B-School Leadership Through a Different Lens

Two women are shattering a glass ceiling for business school deans.

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Just eight women hold the deanship position at a top graduate business and management school in the United States, so it stands to reason that females bring different life experiences and perspective to this role than their male counterparts. I'll take a look at two women who have been making headlines over the past year since taking the reins at their respective schools.

Sally Blount, appointed dean of the Kellogg School of Management in July 2010, hit the ground running and hasn't eased up yet. Since coming on board, Blount has overseen the launch of Kellogg's new Think Bravely advertising campaign; conducted a six-month international competition to design Kellogg's new, state-of the-art building on Northwestern's Evanston, Ill., campus; embarked on a nine-month strategic planning process with Kellogg faculty to investigate their positioning goals as educators and researchers; and restructured Kellogg's decades-old organizational structure.

"I don't know any other dean who has had to do this much in the first year," Blount says. "I would have loved to save some of that for year two or three, but the world is moving fast."

[Read about how more women are going to business school.]

In fact, Blount believes the fundamental structure of the education field is currently changing, undergoing the globalization that many other industries have already experienced. Therefore, she believes that business education needs a larger refocusing than the broader focus on ethics that many called for after the 2008 economic crisis.

"I believe in ethics," says Blount. "However, I've also done a whole lot of research on the effectiveness of ethics education. While people like to teach ethics, it's not clear what kind of teaching of ethics actually changes behavior."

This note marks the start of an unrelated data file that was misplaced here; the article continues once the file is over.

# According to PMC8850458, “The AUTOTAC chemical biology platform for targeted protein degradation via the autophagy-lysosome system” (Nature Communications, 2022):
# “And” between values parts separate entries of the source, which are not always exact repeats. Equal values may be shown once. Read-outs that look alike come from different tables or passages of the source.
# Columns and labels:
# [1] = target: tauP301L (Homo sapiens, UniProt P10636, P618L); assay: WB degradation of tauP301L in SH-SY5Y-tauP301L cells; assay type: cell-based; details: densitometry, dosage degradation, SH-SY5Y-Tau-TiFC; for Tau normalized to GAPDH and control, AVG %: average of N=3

Instead, Blount continues, "I think we need to educate a generation of students who have a much deeper appreciation of the interface between private enterprise and public governance and social well-being."

Though Blount is one of the few women who have been appointed dean at a top-ranked business school, she sees this oversight changing as well. "Historically, there has been a feeder issue," says Blount. "There haven't been as many women in business education. As we get more female faculty, we're beginning to see more female deans. Also, I think we've reached a place in modern society where women can take leadership positions and be true to who they are as people, and not have to mute their behavior to look like a more traditional stereotype."

[Learn about the male-female wage gap, post-M.B.A.]

Just as media interest kicked up to mark Blount's first anniversary on the job this summer, another woman made headlines in July 2011 when the University of Michigan's Ross School of Business appointed Alison Davis-Blake as its first female dean. Prior to that position, Davis-Blake was also the first female dean of the Carlson School of Management at the University of Minnesota.

In a recent interview with The Wall Street Journal, Davis-Blake calls the dearth of female deans at top business schools a "pipeline problem," as candidates have to hit several rungs of the ladder—Ph.D., professorial job, tenure, full professorship—before even being considered for the job.

Further complicating matters, many women feel reluctant to call attention to any special issues they have to manage. "But if you're going to get more women attuned to the fact that you can manage and have a full life, people have to be willing to work against that tendency and be a little more candid about how you balance all these things," Davis-Blake says.

"Women entering the profession may think that the issues are insurmountable, that the only way you are in the upper levels is by making unpalatable sacrifices. That myth can't be really broken unless people are more candid."

[Read about how business schools hope to shatter a sturdy glass ceiling.]

Given that women make up a small minority of management education leadership, Davis-Blake was asked in a 2010 Financial Times interview how she dealt with male-dominated environments. "If I'm in the extreme minority I always assume I need to perform twice as well to get half the credit as a member of the majority group and I act accordingly," she replied.

Highly regarded for her experience with globalizing the educational experience of students, Davis-Blake intends to make the school's global footprint more clear and defined. "The landscape is changing really rapidly. For business schools, the norm used to be that everyone comes to the United States. I think there is a trend toward more people having interests that drive desires for initial placement outside the U.S.," she tells the Monroe paper. 

As for Kellogg School's future, Blount says, "We're the people who brought team work and collaboration into the business school domain and changed how everyone is educating. We need to be doing that again. That's our role in the marketplace. It's Kellogg's job to constantly look forward about what education, research, and impact look like in the 21st century."